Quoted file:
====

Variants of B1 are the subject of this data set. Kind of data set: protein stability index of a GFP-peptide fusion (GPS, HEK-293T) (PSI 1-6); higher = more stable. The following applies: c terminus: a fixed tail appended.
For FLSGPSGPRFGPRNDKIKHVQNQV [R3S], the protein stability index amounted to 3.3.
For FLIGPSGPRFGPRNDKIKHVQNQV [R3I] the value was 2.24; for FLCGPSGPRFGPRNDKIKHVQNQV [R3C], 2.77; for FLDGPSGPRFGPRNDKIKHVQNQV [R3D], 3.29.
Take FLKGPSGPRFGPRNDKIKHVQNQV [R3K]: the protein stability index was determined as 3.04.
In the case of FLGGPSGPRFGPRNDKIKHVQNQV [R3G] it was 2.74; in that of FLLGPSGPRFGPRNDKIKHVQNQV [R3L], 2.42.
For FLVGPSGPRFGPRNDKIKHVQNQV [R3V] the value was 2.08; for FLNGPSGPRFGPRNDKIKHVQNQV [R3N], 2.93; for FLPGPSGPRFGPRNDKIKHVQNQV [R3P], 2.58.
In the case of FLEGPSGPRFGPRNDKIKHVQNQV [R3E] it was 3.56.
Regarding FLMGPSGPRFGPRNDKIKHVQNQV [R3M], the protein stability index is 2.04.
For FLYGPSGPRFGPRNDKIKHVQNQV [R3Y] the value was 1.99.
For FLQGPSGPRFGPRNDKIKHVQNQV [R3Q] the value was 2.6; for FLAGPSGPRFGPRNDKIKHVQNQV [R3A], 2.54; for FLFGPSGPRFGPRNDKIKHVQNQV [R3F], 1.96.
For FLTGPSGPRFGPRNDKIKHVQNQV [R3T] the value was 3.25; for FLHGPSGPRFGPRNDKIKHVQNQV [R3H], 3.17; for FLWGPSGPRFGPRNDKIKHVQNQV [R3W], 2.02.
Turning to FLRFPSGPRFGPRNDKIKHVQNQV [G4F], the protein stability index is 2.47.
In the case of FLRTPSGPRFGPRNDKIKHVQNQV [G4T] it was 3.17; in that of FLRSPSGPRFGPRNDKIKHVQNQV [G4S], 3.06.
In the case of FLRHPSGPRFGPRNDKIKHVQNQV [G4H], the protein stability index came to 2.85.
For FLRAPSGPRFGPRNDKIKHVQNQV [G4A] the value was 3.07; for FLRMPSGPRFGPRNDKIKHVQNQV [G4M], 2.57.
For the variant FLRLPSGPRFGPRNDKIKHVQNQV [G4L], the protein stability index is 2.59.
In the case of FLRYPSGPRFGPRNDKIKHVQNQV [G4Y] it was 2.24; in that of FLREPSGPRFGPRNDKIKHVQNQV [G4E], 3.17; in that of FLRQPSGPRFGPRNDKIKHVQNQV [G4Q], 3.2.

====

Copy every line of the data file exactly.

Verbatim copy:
Variants of B1 are the subject of this data set. Kind of data set: protein stability index of a GFP-peptide fusion (GPS, HEK-293T) (PSI 1-6); higher = more stable. The following applies: c terminus: a fixed tail appended.
For FLSGPSGPRFGPRNDKIKHVQNQV [R3S], the protein stability index amounted to 3.3.
For FLIGPSGPRFGPRNDKIKHVQNQV [R3I] the value was 2.24; for FLCGPSGPRFGPRNDKIKHVQNQV [R3C], 2.77; for FLDGPSGPRFGPRNDKIKHVQNQV [R3D], 3.29.
Take FLKGPSGPRFGPRNDKIKHVQNQV [R3K]: the protein stability index was determined as 3.04.
In the case of FLGGPSGPRFGPRNDKIKHVQNQV [R3G] it was 2.74; in that of FLLGPSGPRFGPRNDKIKHVQNQV [R3L], 2.42.
For FLVGPSGPRFGPRNDKIKHVQNQV [R3V] the value was 2.08; for FLNGPSGPRFGPRNDKIKHVQNQV [R3N], 2.93; for FLPGPSGPRFGPRNDKIKHVQNQV [R3P], 2.58.
In the case of FLEGPSGPRFGPRNDKIKHVQNQV [R3E] it was 3.56.
Regarding FLMGPSGPRFGPRNDKIKHVQNQV [R3M], the protein stability index is 2.04.
For FLYGPSGPRFGPRNDKIKHVQNQV [R3Y] the value was 1.99.
For FLQGPSGPRFGPRNDKIKHVQNQV [R3Q] the value was 2.6; for FLAGPSGPRFGPRNDKIKHVQNQV [R3A], 2.54; for FLFGPSGPRFGPRNDKIKHVQNQV [R3F], 1.96.
For FLTGPSGPRFGPRNDKIKHVQNQV [R3T] the value was 3.25; for FLHGPSGPRFGPRNDKIKHVQNQV [R3H], 3.17; for FLWGPSGPRFGPRNDKIKHVQNQV [R3W], 2.02.
Turning to FLRFPSGPRFGPRNDKIKHVQNQV [G4F], the protein stability index is 2.47.
In the case of FLRTPSGPRFGPRNDKIKHVQNQV [G4T] it was 3.17; in that of FLRSPSGPRFGPRNDKIKHVQNQV [G4S], 3.06.
In the case of FLRHPSGPRFGPRNDKIKHVQNQV [G4H], the protein stability index came to 2.85.
For FLRAPSGPRFGPRNDKIKHVQNQV [G4A] the value was 3.07; for FLRMPSGPRFGPRNDKIKHVQNQV [G4M], 2.57.
For the variant FLRLPSGPRFGPRNDKIKHVQNQV [G4L], the protein stability index is 2.59.
In the case of FLRYPSGPRFGPRNDKIKHVQNQV [G4Y] it was 2.24; in that of FLREPSGPRFGPRNDKIKHVQNQV [G4E], 3.17; in that of FLRQPSGPRFGPRNDKIKHVQNQV [G4Q], 3.2.